The Tab Meets: Richard Parkins (that guy from the Union)

Probably the Union’s longest serving, most committed, and most recognisable member

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I meet Richard Parkins at the Union, of course.

If you’re a member, and you don’t recognise him, then you haven’t been getting the most out of your membership card.

The man. The beard. The legend.

Though he claims to have missed debates in the past, I can’t remember an occasion when I wasn’t confronted with a prodigiously bearded man several decades older than the average attendee, often resplendently decked out all in red, and making points of information all over the place.

I was quietly surprised to not see him at ArcSoc last night.

As he comes out of the chamber, I ask him how tonight’s debate was. “Quite a good debate. They usually are. Otherwise I wouldn’t come here.”

Richard’s association with the Union has been a long one.

“I came up to Trinity to study maths in 1965 and then I joined the Union. Life membership obviously.

“I haven’t been coming to the Union all the time in between. Once I stopped being a student and started working for a living as a software designer I didn’t have time. I only started coming back regularly about 8 years ago when I retired.”

I put to him that Cambridge, and the Union, must have been a very different place when he was an undergraduate.

“It’s different in some ways. I remember when Cindies was actually called that, it used to be called Cinderella Rockefeller.

“The colleges were a lot more paternalistic. The age of majority of 18 came along later, so the colleges could claim they were acting as your guardians while you were here.

“They’d just stopped the rule about students having to wear gowns in the streets after dark, because students were getting beaten up by the townies.”

Richard’s spiritual home.

What is about the Union that he finds so appealing?

“I come because I enjoy it. I don’t watch television, most of the programs I consider to be rubbish, and I’m single so I don’t have anybody to entertain at home in the evenings. When I first came back I was relatively hard up so the fact my union membership was already paid for was a big plus.

“Occasionally I don’t go because its just the same old one as before. If you’ve been coming to the Union for longer than 3 years you’ll see the same speakers and the same debates over again.”

I nod in sympathy, considering the sad fact that it feels like I see Jacob Rees- Mogg and Lembit Öpik more often than I see my parents.

And Richard has seen some memorable debates.

“I remember one of the invited speakers walking out. It was a religion debate and that speaker was a committed Christian and he really didn’t like what the opposition speaker was saying. I didn’t make the one where a fight broke out. That happened just before I came.”

I notice the Charlie Hebdo badge on his chest, and ask him what he thinks the role of an organisation like the Union is in promoting free speech.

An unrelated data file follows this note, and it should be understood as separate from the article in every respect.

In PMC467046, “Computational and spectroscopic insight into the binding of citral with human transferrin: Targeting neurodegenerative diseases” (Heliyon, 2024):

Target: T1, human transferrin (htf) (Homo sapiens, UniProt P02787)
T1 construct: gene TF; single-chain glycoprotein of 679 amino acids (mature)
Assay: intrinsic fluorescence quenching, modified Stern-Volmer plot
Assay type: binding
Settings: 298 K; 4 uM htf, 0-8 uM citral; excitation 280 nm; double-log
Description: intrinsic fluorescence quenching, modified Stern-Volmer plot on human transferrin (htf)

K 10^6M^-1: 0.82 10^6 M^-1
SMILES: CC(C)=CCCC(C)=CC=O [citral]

“I don’t think it’s essential. Primarily its a debating society, so what it should do is put on good debates. It has a commitment to free speech, but I think you can be a debating society without that.

“I like the fact you get controversial speakers in. The whole point of free speech is it applies to the opinions of people you don’t like.”

It’s no surprise then that he takes a dim view of No Platform campaigns.

“I disagree with No Platform on principle because it’s a violation of freedom of speech. To be fair to Dominique Strauss-Kahn for example, he came here to speak on economics as the former head of the IMF. As far as the sexual allegations were concerned, they were not pursued, so he’s an innocent man.

“I was at the Lady Mitchell Hall debacle when David Willetts was meant to be speaking. I was very very upset by that. People come to this University to learn. If you refuse to listen to opinions you disagree with you’ll only have your views reinforced.

“I firmly believe that the people who invaded the platform in Lady Mitchell Hall should have been sent down. They do not belong in this University.”

Not wishing to end our chat on such a negative note, I ask him his hopes for the future of the Union.

“I would like the running to improve. Bill the Bursar and I are both quite distressed that the committees make the same mistakes every time. They don’t have any corporate memory, and it’s kind of sad.”

And then he remembers another old, abandoned practice.

“There used to be a tradition at the president’s debate where the outgoing president would spend the first part of his speech discussing the incoming presidents sex life, which used to be very funny.”

Richard was here before us, and he’ll be here when we’re gone. If you want to meet him, you know where to find him.